When physicists want to explain how subatomic particles—such as electrons, photons, quarks and neutrinos—behave and interact, they use a framework called quantum field theory (QFT). QFT might be the most successful physical theory ever invented. It was used to predict the existence of the Higgs boson, antimatter and neutrinos. And it has predicted the results of particle physics experiments accurately to the highest number of decimal places ever recorded.

Heather Wilber, an NSF postdoctoral fellow in the Department of Mathematics who joined the Oden Institute in May 2021, received the 2022 Association of Women in Mathematics (AWM) Dissertation Prize for a study entitled, Computing numerically with rational functions. Although only published earlier this year, it has resulted in multiple papers in scientific journals already, appearing in the SIAM Journal of Scientific Computing, Linear Algebra and its Applications, and Constructive Approximation (to appear).

David Kulpanowski has an important job. As an IT business systems analyst with Austin-Travis County EMS, he's responsible for tracking ambulance response times in the City of Austin and then conducting simulation models to see how they can be improved.

Getting ambulances where they need to be and fast enough is a life-or-death matter.

When Zoe de Beurs arrived at UT Austin, she wasn't sure of what she wanted to do. Now, at the end of her fifth year, she's graduating from the Dean's Scholars honors program as a physics, astronomy and math triple major with an African and African Diaspora Studies minor.

Amanda Hager, an associate professor of instruction in the Department of Mathematics, has been awarded the 2021 Jean Holloway Award for Excellence in Teaching, in recognition of her dedication to students. The student body is entirely responsible for the nomination, selection and award processes for the annual award, given exclusively to faculty in the Colleges of Natural Sciences and Liberal Arts.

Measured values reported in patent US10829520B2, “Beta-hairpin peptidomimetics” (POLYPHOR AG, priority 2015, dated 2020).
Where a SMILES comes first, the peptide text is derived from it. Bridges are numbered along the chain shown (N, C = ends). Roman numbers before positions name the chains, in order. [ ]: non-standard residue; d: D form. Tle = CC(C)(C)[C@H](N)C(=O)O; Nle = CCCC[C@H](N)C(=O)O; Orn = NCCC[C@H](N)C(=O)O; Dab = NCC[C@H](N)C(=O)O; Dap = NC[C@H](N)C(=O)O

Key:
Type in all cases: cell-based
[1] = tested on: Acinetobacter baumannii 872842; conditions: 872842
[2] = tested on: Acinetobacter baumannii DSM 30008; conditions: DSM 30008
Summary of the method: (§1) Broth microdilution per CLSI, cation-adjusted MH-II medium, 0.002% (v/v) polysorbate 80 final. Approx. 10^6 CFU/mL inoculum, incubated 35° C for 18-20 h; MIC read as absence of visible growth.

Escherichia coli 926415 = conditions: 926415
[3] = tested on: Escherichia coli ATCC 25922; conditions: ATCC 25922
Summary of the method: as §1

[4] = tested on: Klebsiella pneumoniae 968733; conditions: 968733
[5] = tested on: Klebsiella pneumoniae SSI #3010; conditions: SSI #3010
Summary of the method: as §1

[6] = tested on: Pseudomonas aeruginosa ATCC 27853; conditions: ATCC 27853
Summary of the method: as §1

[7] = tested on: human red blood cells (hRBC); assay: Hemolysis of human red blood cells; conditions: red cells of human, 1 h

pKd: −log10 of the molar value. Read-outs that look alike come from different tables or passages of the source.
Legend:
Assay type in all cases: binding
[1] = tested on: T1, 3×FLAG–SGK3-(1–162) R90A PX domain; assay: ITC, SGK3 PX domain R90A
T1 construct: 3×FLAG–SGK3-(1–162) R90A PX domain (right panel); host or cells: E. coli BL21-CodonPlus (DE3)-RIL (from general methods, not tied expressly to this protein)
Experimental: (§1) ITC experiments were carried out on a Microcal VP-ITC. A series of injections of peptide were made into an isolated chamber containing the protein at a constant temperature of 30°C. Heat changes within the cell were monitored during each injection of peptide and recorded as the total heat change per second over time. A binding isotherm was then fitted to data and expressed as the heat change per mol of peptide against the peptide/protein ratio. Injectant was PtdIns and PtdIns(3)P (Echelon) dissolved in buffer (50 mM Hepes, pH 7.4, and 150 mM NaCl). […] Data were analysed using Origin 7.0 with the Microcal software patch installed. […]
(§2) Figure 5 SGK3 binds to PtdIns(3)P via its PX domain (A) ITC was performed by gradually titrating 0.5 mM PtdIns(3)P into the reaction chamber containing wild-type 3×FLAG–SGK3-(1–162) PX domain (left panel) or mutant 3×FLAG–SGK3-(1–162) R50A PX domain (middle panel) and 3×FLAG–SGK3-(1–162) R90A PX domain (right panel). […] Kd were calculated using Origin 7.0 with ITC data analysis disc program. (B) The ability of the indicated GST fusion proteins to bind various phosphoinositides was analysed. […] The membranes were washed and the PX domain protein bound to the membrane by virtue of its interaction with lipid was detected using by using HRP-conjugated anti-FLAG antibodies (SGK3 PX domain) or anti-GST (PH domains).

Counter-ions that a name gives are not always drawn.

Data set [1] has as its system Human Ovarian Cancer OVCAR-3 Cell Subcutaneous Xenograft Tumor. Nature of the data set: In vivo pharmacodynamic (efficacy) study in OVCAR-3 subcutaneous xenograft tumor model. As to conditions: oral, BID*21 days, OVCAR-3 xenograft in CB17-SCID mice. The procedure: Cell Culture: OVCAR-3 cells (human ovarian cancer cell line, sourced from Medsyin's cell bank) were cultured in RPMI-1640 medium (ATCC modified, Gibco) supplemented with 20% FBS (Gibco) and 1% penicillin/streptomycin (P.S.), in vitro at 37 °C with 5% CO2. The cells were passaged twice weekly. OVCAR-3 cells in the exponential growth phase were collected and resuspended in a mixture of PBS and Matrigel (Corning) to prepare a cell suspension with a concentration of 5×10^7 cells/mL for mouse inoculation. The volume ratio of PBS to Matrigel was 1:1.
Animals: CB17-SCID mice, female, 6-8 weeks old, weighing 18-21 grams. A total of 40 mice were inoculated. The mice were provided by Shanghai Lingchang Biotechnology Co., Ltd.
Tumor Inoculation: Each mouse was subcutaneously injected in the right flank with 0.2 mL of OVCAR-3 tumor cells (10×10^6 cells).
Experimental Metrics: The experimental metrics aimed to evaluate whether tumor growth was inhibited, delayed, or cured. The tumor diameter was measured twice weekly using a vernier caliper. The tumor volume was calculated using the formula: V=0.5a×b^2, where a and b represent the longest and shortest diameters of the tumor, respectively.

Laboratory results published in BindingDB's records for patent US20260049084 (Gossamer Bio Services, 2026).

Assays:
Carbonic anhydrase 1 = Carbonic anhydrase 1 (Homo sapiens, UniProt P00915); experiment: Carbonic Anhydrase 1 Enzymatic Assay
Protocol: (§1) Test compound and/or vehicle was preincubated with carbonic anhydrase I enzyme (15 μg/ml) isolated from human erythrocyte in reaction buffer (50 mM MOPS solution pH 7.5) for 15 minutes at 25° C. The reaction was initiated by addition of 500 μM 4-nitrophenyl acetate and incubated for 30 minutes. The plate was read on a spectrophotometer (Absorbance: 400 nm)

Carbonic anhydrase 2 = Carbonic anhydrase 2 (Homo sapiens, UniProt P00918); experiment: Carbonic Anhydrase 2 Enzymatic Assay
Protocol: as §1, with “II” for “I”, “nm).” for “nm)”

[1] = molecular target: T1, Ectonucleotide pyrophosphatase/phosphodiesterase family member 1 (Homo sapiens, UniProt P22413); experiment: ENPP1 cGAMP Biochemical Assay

Philip 'Uri' Treisman, founder and executive director of the Charles A. Dana Center at The University of Texas at Austin, has dedicated his career to improving mathematics and science education on a national scale, leading to measurable gains in student performance in these subjects and improvements in course success for elementary school children through university undergraduates. Now he is the recipient of one of the most prestigious awards in American education, the 2020 James Bryant Conant Award from the Education Commission of the States.

Algebra. Mention the word in public and anyone in earshot is likely to run screaming as far from you as possible. Society's mental block when it comes to mathematics is frequently based on a misconception that the kinds of mathematical principles we learn at school - such as algebra – are of little use to us in the real world.

Texans who are college-educated, live in suburban or urban areas, have higher median incomes and are ethnically white are less likely to vaccinate their children, according to analysis by researchers at The University of Texas at Austin. The findings could help public health officials identify pockets of low vaccination rates where communities within the state are at higher risk for an outbreak of vaccine-preventable diseases such as measles.

The American Mathematical Society has named Thomas Chen, chair of the Department of Mathematics at The University of Texas at Austin, as one of 52 Fellows of the AMS for 2020. The Fellows of the AMS designation recognizes members who have made outstanding contributions to the creation, exposition, advancement, communication and utilization of mathematics.

University of Texas at Austin professor emerita and Sid W. Richardson Foundation Regents Chair in Mathematics Karen Uhlenbeck will receive the American Mathematical Society's (AMS) 2020 Leroy P. Steele Prize for Lifetime Achievement.